With 5:06 left in the 2nd quarter of the Bears 13-7 Monday Night win against the division rival Detroit Lions, Bears fans wondered aloud if a vicious sack by Lions DT Ndamukong Suh had ended QB Jay Cutler’s season prematurely (and subsequently the Bears title hopes), as well as whether or not the hit was legal. The hit was indeed nasty, but before we fine Suh (who has to have a separate savings account for fines nowadays) enough to significantly decrease the national deficit, let’s take a look at why it happened as well as the sack itself.
Pre-snap, notice the formation the Bears show. With a designed play-action deep ball, the Bears actually double-teamed both Suh and DE Cliff Avril. Suh (yellow circle) is lined up opposite of OG Lance Louis. RT Gabe Carimi (both in pink circle) is going to double-team the menacing DT. At the same time, you’ll notice that TE Kellen Davis and TE Matt Spaeth (lined up in the backfield) are going to double-team Avril.
Even prior to Cutler faking the hand-off to RB Michael Bush on this play-action pass, notice that Louis is already in bad position. Suh has the inside lane to get to Cutler in a hurry. On this play, Carimi did what he was supposed to do (protect on Louis’ right side) as did both TE’s.
As soon as Cutler turns around, Suh has already broken through the line and has a clear path to Cutler. Also notice on this play that J’Marcus Webb (#73) has been beaten on the outside. Webb is actually still in proper position, as the goal of the play was for Cutler to have enough time to step up in the pocket on this throw and Webb is still protecting the pocket.
With Suh in the backfield nearly immediately, Cutler is forced to scramble to his right. Given that the Bears were in a Max-Protect formation, it’s safe to assume Chicago was looking for a deep pass, presumably to WR Devin Hester who was lined up on Cutler’s right at the beginning of the play. However as Cutler scrambled (and looking up-field) Suh grabbed a hold of Cutler’s undershirt, and began to reel him in.
This still is one that will be debated for the rest of the season. As Suh reached around Cutler’s shoulder, the DT’s leg whipped around Cutler’s leg. Watching this play in real-time, and knowing Suh’s history of vicious, illegal hits, it isn’t completely unfair to assume Suh was attempting to take Cutler’s leg’s out from under him and cause bodily harm.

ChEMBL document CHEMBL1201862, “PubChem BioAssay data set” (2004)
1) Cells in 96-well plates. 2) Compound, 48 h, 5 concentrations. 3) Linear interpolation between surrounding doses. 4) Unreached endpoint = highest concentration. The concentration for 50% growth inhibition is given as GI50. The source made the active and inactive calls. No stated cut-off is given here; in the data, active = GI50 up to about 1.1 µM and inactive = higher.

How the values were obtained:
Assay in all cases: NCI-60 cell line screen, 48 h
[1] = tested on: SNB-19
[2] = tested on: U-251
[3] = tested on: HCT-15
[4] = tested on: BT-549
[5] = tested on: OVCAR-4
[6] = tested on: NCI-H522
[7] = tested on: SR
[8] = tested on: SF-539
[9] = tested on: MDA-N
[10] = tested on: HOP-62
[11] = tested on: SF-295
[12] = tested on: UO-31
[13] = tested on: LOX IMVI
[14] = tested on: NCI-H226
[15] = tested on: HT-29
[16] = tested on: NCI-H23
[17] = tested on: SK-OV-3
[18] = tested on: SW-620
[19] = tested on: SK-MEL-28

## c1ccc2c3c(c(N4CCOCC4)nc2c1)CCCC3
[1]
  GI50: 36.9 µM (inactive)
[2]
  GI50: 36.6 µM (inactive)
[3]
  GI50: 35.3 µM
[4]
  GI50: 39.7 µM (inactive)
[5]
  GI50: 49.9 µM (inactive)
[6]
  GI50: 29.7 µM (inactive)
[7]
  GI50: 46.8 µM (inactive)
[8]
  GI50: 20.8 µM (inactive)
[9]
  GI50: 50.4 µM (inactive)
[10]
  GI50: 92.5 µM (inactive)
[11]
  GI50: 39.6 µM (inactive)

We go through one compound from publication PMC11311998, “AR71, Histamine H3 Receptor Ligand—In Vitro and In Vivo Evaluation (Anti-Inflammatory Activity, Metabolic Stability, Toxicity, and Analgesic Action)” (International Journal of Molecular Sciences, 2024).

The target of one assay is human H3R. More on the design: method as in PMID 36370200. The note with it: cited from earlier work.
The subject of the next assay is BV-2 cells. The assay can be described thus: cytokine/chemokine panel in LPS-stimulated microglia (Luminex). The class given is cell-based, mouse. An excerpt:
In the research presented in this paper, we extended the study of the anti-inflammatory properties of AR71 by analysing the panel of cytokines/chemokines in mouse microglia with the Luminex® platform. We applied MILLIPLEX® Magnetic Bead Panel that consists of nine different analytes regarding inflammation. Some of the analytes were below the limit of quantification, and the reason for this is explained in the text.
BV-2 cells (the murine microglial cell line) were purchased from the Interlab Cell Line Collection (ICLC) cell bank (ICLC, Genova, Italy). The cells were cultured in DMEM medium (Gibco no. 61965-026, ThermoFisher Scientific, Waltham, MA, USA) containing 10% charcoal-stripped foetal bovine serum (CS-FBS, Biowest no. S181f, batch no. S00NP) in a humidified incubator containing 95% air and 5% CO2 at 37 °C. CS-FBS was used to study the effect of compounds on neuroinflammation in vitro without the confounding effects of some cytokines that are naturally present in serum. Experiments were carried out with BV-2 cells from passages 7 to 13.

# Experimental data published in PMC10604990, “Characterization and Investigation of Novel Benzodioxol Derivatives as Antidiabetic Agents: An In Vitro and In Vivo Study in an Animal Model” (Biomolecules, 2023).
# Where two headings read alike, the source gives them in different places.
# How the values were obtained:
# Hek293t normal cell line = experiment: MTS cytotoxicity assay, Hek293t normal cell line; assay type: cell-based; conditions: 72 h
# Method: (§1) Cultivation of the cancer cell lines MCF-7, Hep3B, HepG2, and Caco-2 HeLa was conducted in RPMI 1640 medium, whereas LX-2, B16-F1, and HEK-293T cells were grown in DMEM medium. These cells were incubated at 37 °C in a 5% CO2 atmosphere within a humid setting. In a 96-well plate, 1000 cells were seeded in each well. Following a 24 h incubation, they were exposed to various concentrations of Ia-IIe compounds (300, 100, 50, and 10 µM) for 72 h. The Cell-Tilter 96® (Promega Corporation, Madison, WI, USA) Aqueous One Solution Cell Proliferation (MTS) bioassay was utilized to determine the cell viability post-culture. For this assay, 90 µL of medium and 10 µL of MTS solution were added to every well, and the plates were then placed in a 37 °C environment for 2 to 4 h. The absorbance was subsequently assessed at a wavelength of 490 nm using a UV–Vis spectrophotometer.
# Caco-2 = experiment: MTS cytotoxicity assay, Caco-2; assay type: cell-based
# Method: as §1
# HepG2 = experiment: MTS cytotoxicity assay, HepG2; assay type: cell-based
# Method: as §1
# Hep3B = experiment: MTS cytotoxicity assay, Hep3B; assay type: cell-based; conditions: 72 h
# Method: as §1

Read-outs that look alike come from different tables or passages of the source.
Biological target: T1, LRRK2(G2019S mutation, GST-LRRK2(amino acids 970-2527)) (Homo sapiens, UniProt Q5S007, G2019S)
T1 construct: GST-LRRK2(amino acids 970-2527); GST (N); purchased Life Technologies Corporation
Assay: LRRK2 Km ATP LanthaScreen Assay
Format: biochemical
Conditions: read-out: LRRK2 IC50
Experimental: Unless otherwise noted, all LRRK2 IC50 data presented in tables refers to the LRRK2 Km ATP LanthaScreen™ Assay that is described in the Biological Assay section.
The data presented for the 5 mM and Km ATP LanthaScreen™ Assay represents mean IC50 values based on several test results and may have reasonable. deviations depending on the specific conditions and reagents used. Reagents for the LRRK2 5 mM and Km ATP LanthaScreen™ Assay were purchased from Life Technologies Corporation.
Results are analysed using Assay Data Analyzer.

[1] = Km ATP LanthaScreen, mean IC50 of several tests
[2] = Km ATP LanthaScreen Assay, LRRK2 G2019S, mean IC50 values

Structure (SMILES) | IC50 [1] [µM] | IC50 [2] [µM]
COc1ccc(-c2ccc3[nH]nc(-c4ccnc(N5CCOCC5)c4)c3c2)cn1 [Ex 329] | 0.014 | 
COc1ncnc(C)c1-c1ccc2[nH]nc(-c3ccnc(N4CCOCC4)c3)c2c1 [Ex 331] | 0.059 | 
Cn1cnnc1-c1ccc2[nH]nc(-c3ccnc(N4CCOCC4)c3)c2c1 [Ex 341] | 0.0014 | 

However when looking at the play just a split-second later, notice that Suh’s leg is actually flush with Cutler’s leg. Suh did not violently jam his knee into the side of Cutler’s leg. His momentum simply took the lower half of his body to Cutler’s right side prior to Suh slamming Cutler down to the turf.
After watching this play several times, I do not feel in any way the hit was illegal or fine-worthy. This is football, and the men playing are freakish titans with freakish talent. This was a football play, in which a violent collision occurred. I can’t speak for all football fans everywhere, but there has been a lot of criticism over the league’s emphasis on keeping quarterbacks safe, to the point of creating unrealistic expectations of defensive players when they attempt to sack the opposing quarterback. I refuse to be the guy that gets frustrated when other QBs get the flag-football treatment, then get upset when my QB takes a similar hit. I personally have no issue with Suh’s tackle on this play.
Several comments were made post-game by both Cutler and Suh regarding the sack.
Cutler, from the Chicago Tribune:
— “It was a tough hit and he caught me just right. It was an awkward fall more than anything.”
— “I still think it was clean and he is a good player. … I knew it was my ribs and it wasn’t my shoulder or head or anything like that. His knee and the ball got caught in my ribs. … I knew on my way down it wasn’t going to be good.”‘
— “Their defense is much improved. That front four is just amazing. … We got some penalties, I missed some throws. … A tough division game, a tough defense. … I thought our line did a great job controlling those guys.”
Brandon Marshall had a different take on the events. He tweeted the following:
— “A Suh. What u did to Jay wasn’t cool. Great players don’t have to do that.”
— “A Suh. Something I’ve learned and now passing down to you. Succeed with character.”
Marshall commented later, via ESPN:
— “Last night the leg whip that Ndamukong Suh placed on our quarterback Jay Cutler, that was dirty. That was dirty. He can be one of the best D-tackles that ever done it, but he cannot do that that way. If you look at it, c’mon man, this is not wrestling. You don’t do that. That’s not clean.”
Without getting into diagnosing Marshall’s words, one thing is for sure: This guy loves Jay Cutler. He’s going to defend him to the end, regardless of extenuating circumstances. Whether he’s right or wrong, which is debatable, this is the connection I hope to see between my team’s QB and #1 WR.
And Suh, via the same article:
— “Simply a football play. I can’t control my momentum, especially at that high speed. I’m chasing him. He’s running away from me. My whole goal is just to get the quarterback down and make a play and get us off the field or move on to the next play.”
Let’s call it what it is. Suh is one of the most ferocious defensive players in the NFL, and yes, his goal is not to hit a QB, but drive him to the ground. That being said, this play was within the rules of the game. Let’s be thankful for the win, thankful for Cutler’s health, and thankful to be 5-1.
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